Adequacy of Findings of Fact
Bank's contention that many findings of fact are ‘immaterial’ and some are not supported by the evidence is similarly misplaced. Findings of fact which are immaterial are of no significance on appeal so long as the material findings support the judgment and are in turn supported by substantial evidence. The findings of fact include those which support the judgment on the theory recited in this opinion. Appellant's argument made without citation to the record that certain of the findings are not supported by the evidence recites only the evidence favorable to appellant, skimpy as it is, and ignores the mass of evidence supporting all significant findings of the trial court.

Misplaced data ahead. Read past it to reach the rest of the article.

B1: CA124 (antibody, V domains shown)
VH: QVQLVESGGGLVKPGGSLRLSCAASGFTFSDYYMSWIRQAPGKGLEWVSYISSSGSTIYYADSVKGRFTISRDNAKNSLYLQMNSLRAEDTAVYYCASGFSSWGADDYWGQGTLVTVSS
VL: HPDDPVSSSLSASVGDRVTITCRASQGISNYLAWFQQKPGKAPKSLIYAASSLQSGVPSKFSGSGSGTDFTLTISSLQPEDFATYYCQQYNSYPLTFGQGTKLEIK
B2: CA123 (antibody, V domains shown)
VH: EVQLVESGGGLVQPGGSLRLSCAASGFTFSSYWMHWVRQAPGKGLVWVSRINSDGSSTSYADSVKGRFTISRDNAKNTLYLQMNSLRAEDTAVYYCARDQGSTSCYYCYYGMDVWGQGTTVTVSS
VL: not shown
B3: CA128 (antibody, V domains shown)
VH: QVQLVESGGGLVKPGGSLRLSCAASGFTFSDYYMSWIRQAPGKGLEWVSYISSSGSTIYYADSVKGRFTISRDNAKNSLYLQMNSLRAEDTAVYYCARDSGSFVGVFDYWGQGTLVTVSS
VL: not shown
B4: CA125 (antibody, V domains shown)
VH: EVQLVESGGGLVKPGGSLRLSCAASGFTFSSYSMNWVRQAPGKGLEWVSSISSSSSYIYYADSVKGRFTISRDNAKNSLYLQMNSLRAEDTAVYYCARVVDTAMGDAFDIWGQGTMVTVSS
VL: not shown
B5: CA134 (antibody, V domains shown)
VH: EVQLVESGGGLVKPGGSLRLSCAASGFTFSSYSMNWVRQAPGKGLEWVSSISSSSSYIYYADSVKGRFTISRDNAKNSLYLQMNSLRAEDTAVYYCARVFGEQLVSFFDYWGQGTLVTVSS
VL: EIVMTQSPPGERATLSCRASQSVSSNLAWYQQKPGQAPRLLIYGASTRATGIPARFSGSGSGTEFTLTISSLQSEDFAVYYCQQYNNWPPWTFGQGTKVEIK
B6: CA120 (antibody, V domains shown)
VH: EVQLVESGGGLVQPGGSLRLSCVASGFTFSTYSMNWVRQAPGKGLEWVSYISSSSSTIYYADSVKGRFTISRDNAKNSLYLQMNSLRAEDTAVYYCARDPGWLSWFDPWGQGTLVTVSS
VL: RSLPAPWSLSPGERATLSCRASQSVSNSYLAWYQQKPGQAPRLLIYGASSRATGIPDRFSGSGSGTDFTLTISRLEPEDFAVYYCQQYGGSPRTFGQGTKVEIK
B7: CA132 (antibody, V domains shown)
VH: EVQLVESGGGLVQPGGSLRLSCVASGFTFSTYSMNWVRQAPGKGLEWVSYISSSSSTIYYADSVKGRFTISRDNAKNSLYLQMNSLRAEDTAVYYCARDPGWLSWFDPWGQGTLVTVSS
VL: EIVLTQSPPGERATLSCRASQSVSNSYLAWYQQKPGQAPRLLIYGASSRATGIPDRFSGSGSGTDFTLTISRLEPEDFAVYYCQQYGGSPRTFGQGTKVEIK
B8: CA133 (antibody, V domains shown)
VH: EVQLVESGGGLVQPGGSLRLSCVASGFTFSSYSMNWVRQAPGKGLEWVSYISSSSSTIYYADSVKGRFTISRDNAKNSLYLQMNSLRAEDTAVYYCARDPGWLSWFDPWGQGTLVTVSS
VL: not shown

Measure of Damages
Appellant contends finally that the trial court improperly multiplied the measure of damages by adding to net asset value on the date of Bank's tortious conduct an estimate for future net profit and an obligation that Bank discharge the valid existing obligations of Corporation. The record refutes the contention.